Capstone work product (e.g., written project or non-thesis paper)
Exam created by an external organization (e.g., professional association for licensure)
Exit exam created by the program
IRB approval of research
Oral performance (oral defense, oral presentation, conference presentation)
Portfolio of student work
Publication or grant proposal
Qualifying exam or comprehensive exam for program-level assessment in addition to individual student evaluation (graduate level only)
Supervisor or employer evaluation of student performance outside the classroom (internship, clinical, practicum)
Thesis or dissertation used for program-level assessment in addition to individual student evaluation
Indirect evidence of student learning
Alumni survey that contains self-reports of SLO achievement
Employer meetings/discussions/survey/interview of student SLO achievement
Interviews or focus groups that contain self-reports of SLO achievement
Student reflective writing assignment (essay, journal entry, self-assessment) on their SLO achievement.
Student surveys that contain self-reports of SLO achievement
Other 1: Oral comprehensive exam scenario responses
Program evidence related to learning and assessment
(more applicable when the program focused on the use of results or assessment procedure/tools in this reporting period instead of data collection)
Assessment-related such as assessment plan, SLOs, curriculum map, etc.
Program or course materials (syllabi, assignments, requirements, etc.)
9) State the number of students (or persons) who submitted evidence that was evaluated. If applicable, please include the sampling technique used.
Students: 87 (est.)
Faculty: 12 (full-time and adjunct)
10) Who interpreted or analyzed the evidence that was collected? (Check all that apply.)
Ad hoc faculty group
Persons or organization outside the university
Advisors (in student support services)
Students (graduate or undergraduate)
11) How did they evaluate, analyze, or interpret the evidence? (Check all that apply.)
Used professional judgment (no rubric or scoring guide used)
Compiled survey results
Used qualitative methods on interview, focus group, open-ended response data
External organization/person analyzed data (e.g., external organization administered and scored the nursing licensing exam)
12) Summarize the results of the assessment activities checked in question 6. For example, report the percent of students who achieved each SLO.
Oral exam scenario outcomes: 46% exceed, 54% meet standards
Data from assignment-level SLO course performance profiles:
SLO 1 Understand, apply and articulate the history, philosophy, principles and ethics of library and information science and the related professions: 70% exceed, 26% meet, 4% approach
SLO 2 Develop, administrate, assess, and advocate for information services by exercising principled communication, teamwork and leadership skills: 66% exceed, 24% meet, 8% approach, 1% do not meet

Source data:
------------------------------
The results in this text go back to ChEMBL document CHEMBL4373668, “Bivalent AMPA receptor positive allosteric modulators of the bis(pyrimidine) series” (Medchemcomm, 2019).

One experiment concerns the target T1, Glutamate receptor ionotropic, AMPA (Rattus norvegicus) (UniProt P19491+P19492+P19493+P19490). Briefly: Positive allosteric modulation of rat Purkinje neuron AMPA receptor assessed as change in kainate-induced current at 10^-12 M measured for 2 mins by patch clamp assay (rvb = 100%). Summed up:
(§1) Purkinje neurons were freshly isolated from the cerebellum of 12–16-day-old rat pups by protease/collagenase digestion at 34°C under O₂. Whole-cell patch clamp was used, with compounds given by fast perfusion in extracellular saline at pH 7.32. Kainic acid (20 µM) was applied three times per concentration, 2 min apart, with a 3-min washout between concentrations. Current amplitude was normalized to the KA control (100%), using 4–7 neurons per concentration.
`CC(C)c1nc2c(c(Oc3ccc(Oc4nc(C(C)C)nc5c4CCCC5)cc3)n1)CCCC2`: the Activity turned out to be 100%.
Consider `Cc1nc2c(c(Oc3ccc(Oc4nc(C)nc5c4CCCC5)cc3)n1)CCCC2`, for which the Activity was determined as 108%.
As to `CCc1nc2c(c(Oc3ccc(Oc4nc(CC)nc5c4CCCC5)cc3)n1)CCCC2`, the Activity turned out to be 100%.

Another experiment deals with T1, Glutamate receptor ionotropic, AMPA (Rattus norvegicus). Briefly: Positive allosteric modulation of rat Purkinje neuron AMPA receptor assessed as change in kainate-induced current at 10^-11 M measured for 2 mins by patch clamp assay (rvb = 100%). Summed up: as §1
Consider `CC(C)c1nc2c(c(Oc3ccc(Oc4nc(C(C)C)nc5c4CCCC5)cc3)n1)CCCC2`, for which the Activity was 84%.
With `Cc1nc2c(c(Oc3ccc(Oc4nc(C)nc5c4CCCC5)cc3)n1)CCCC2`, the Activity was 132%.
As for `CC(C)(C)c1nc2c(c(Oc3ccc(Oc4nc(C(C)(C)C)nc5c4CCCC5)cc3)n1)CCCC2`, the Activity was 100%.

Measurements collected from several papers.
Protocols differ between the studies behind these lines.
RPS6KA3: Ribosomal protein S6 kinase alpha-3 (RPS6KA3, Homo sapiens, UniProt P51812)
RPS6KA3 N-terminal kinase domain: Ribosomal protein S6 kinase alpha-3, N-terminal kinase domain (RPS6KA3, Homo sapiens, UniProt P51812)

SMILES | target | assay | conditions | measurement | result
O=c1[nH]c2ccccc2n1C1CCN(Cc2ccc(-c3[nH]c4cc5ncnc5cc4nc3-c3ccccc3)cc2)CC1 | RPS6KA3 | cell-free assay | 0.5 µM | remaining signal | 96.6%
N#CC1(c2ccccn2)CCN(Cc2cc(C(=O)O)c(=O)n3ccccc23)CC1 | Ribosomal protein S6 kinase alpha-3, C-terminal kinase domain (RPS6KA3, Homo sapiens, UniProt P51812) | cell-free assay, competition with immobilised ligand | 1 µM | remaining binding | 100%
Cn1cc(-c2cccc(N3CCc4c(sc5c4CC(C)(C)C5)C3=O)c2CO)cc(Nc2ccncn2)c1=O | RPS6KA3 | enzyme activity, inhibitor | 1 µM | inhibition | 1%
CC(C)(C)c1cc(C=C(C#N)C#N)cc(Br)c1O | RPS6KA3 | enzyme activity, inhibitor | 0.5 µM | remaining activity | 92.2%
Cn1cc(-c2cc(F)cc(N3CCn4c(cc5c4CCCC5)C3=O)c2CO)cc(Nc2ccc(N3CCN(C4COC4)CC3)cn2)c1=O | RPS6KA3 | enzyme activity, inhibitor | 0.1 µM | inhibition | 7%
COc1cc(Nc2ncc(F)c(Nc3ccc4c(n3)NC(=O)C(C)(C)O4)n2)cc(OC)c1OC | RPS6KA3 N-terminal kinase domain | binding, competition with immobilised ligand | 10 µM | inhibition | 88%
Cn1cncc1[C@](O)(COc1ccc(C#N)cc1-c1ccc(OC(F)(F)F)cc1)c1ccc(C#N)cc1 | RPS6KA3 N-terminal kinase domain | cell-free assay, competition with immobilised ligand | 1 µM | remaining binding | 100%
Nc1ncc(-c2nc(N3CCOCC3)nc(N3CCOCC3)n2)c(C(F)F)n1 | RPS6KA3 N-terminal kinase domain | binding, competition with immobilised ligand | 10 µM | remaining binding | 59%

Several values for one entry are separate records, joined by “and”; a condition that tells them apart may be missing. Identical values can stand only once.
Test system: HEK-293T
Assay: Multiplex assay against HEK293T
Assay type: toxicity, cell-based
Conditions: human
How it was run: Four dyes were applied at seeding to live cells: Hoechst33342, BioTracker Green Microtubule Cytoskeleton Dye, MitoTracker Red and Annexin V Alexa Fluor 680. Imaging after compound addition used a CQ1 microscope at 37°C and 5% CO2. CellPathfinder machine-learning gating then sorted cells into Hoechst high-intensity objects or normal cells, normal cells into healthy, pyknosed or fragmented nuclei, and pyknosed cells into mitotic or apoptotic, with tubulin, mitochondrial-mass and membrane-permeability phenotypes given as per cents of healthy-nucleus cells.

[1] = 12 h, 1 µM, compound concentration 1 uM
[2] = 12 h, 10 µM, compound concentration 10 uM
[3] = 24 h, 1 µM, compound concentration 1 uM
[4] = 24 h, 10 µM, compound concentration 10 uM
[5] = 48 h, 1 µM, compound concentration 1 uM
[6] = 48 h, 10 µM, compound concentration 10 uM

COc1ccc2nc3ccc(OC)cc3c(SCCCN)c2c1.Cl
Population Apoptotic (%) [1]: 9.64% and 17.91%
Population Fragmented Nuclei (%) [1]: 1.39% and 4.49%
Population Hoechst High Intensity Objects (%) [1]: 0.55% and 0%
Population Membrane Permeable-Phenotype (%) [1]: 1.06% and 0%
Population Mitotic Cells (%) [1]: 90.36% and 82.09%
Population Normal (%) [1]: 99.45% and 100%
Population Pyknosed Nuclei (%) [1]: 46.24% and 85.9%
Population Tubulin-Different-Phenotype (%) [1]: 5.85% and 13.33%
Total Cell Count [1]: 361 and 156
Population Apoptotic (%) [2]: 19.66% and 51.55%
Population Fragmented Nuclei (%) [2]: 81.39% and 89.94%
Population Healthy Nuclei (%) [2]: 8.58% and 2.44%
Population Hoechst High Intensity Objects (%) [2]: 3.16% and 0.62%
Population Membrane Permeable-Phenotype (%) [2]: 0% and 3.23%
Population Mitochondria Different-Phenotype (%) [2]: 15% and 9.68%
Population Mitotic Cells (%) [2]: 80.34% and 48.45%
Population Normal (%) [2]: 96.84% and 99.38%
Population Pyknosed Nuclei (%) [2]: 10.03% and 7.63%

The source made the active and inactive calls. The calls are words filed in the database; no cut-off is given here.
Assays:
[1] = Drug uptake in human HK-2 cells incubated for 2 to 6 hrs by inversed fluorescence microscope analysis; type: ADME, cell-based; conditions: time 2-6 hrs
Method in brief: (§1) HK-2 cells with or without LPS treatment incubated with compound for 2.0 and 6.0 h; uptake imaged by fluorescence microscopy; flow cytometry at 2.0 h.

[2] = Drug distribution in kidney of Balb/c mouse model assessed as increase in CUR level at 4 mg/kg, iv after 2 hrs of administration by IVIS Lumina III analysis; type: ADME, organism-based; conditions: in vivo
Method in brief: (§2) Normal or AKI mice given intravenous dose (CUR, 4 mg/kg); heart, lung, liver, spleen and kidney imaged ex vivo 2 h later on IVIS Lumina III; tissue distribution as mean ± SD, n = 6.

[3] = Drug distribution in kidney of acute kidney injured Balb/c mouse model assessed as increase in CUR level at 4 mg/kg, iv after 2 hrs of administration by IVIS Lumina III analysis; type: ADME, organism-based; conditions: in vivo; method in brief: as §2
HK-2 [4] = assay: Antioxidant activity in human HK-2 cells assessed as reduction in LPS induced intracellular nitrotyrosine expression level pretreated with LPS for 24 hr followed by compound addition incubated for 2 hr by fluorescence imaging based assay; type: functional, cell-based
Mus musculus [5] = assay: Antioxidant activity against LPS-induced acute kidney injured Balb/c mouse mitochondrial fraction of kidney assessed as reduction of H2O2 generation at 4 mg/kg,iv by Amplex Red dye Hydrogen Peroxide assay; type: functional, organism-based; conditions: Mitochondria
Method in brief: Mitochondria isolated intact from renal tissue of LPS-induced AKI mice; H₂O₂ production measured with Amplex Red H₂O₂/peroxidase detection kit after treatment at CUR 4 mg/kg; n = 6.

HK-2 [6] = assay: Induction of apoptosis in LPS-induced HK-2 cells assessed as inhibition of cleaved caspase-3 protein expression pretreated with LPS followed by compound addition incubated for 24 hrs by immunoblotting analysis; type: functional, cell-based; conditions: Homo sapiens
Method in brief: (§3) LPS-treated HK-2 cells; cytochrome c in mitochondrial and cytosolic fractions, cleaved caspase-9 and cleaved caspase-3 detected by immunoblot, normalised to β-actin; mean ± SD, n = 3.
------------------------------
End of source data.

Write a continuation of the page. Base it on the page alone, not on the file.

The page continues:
SLO 3 Organize, create, archive, preserve, retrieve, manage, evaluate, and disseminate information resources in a variety of formats: 67% exceed, 25% meet, 5% approach, 4% do not meet
SLO 4 Evaluate and use the latest information technologies, research findings and methods: 60% exceed, 35% meet, 4% approach, 1% do not meet
SLO 5 Engage in projects and assignments dealing with multicultural communities and representing diverse points of view: 69% exceed, 24% meet, 6% approach, 1% do not meet
13) What best describes how the program used the results? (Check all that apply.)
Course changes (course content, pedagogy, courses offered, new course, pre-requisites, requirements)
Personnel or resource allocation changes
Program policy changes (e.g., admissions requirements, student probation policies, common course evaluation form)
Students' out-of-course experience changes (advising, co-curricular experiences, program website, program handbook, brown-bag lunches, workshops)
Celebration of student success!
Results indicated no action needed because students met expectations
Use is pending (typical reasons: insufficient number of students in population, evidence not evaluated or interpreted yet, faculty discussions continue)
14) Please briefly describe how the program used the results.
We revised the assessment policy for the oral exam scenarios, making it clear that a student needs to average 5/7 (meets standards) on every scenario response to pass the exam.
We offered more technology courses, as results indicated that some students had difficulty in this area.
15) Beyond the results, were there additional conclusions or discoveries? This can include insights about assessment procedures, teaching and learning, and great achievements regarding program assessment in this reporting period.
As mentioned previously, the period under review in this report includes most of our ramp-up for reaccreditation by the American Library Association, which happens once every seven years. It is a wide-ranging review that requires us to document our planning and assessment practices, and how the results are used to evolve the program. Having these regular program reports has helped regularize our assessment practices, and we are hopeful that this will be reflected in the accreditation team's positive reaction to our report.